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Barbara Braunohler's Captivating Portrait of Barker Fairley

By Lauren Rondinelli

Barbara Braunohler, Portrait of Barker Fairley, date unknown


The portrait of Barker Fairley by Barbara Braunohler (date unknown), is part of the Faculty Club collection, and hangs in the Fairley Lounge. It is a stand-alone piece that highlights all of Fairley’s prominent features at an advanced age, such as his gray hair, ocean blue eyes, and thin lips. He is dressed formally in a dark blue collared shirt, a tie, and a brownish blazer. Fairley also looks as if he is very focused on Braunohler painting his portrait, and looks rather serious. The colour scheme of the portrait also uses many dark tones, apart from the colour of his skin and his facial features. His outfit and the background of the portrait are tinged with varied hues of blues, browns, and greens. Considering Fairley's significant contributions to the Faculty Club—notably the Group of Seven artwork that he and his wife, Margaret, donated and that adorns the rest of the room—it is appropriate that a portrait of him be placed in the room that bears his name. 

Fairley was a German scholar and a University of Toronto professor. He wrote articles and books in his subject area, but also focused public attention on Canadian art in general and on the Group of Seven in particular [1]. Not only this, but he was friends with members of the Group of Seven and collected their art [2]. Fairley and his wife, Margaret, offered the Club a collection of Group of Seven works on the condition that it welcome women as members. Due to this, Barker Fairley and Margaret Fairley—who was a writer and active member of the Communist party [3]—played a significant role in the Faculty Club. Named after the pair, the graceful Fairley Lounge on the building's main floor welcomes visitors to examine this magnificent collection of Group of Seven artwork [4]. While the room is named for both of them in recognition of the donation, there is no portrait of Margaret present, for unknown reasons.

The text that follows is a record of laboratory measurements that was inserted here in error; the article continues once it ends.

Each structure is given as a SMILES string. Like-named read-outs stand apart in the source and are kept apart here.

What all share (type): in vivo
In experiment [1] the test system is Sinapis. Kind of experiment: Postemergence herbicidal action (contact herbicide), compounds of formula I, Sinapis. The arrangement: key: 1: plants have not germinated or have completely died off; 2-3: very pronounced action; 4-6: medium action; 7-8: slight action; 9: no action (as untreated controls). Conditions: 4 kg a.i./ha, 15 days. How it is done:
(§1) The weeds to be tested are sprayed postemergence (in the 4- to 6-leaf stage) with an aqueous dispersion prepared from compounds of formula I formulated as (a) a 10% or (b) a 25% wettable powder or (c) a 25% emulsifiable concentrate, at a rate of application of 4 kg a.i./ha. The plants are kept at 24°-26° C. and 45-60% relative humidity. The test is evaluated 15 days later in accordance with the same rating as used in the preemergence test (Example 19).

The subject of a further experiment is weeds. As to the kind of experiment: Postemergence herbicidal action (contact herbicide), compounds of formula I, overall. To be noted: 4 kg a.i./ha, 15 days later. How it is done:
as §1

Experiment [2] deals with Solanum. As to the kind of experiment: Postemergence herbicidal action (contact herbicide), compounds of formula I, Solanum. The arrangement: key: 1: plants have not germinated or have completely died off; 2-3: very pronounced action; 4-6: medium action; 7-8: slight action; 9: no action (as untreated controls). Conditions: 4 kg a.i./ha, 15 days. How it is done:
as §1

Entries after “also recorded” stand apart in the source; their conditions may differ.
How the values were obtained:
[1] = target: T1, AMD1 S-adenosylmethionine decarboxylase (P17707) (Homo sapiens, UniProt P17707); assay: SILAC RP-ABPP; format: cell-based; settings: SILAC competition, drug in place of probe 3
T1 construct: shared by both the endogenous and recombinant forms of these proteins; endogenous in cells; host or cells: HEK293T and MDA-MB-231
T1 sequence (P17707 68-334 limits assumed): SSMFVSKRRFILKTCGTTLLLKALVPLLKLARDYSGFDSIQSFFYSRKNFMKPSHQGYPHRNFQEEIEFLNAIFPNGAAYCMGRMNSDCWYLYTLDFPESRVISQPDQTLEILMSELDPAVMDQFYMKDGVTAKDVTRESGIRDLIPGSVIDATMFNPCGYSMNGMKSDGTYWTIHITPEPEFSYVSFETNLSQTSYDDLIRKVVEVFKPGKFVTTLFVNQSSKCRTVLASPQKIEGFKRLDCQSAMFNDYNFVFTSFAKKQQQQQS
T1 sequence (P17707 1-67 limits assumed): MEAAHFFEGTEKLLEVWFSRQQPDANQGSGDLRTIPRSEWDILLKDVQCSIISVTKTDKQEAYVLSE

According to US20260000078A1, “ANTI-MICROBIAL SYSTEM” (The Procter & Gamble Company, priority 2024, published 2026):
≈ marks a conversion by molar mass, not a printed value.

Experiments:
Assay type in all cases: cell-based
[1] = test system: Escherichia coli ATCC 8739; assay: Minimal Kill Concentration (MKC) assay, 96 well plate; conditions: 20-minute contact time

While we know a great deal about Barker Fairley as the sitter of the portrait, very little is known about the artist herself. Barbara Braunohler was born in Germany in 1928. After many years, she then met her husband, and made her first living by drawing portraits. In 1953, they moved to Canada and called Toronto home. In 1977, Braunohler returned to painting portraits professionally after completing art classes at Central Technical College. She appears to have had a successful career as a portraitist, given that her works hang in many world-renowned institutions. For instance, her official portraits are shown in business boardrooms, the Royal Ontario Museum, and the University of Toronto, including in the Faculty Club.  Among the well-known people she has painted are Pauline McGibbon, the Lieutenant-Governor of Ontario, and Barker Fairley. Very little is actually known about Braunohler’s life and career which can imply that she was a private person or that she was not a very known figure. What we do know came from her obituary from 2015 [5]. 

Braunohler also painted many other portraits of prominent professors from the University of Toronto such as Northrop Frye. Frye’s portrait is more formal, however; nearly his whole body is shown, whereas Fairley's is focused on his face. Frye's attire is a red, academic robe, compared to Fairley’s suit and tie. Why was Fairley portrayed this way compared to Frye? Does this have to do with his personality, his request, or was it an aesthetic choice that Braunohler made? Not much is known about Braunohler, so the answer remains unclear. But we might also ask: since Braunholer painted many prominent figures, such as Fairley and Frye, why is so little known about her? 

This seemingly simple portrait raises many questions about the sitter, and even more about the artist herself. Clearly, there is much work needed to uncover the artistic practice of Barbara Braunohler. 



[1] Symington, Rodney. “Barker Fairley.” The Canadian Encyclopedia, June 12, 2008.

[2] Basile, Victoria. "Barker Fairley: The Club's Very Own." Art at the Faculty Club, 2024. 

[3] “Fairley, Margaret.” Discover Archives, 2022.

[4] “A Brief History.” The Faculty Club - The Faculty Club, University of Toronto. Accessed March 10, 2024.

[5] “Remembering the Life of in Memory of Barbara Braunohler” The Standard Obituaries, December 31, 2015.


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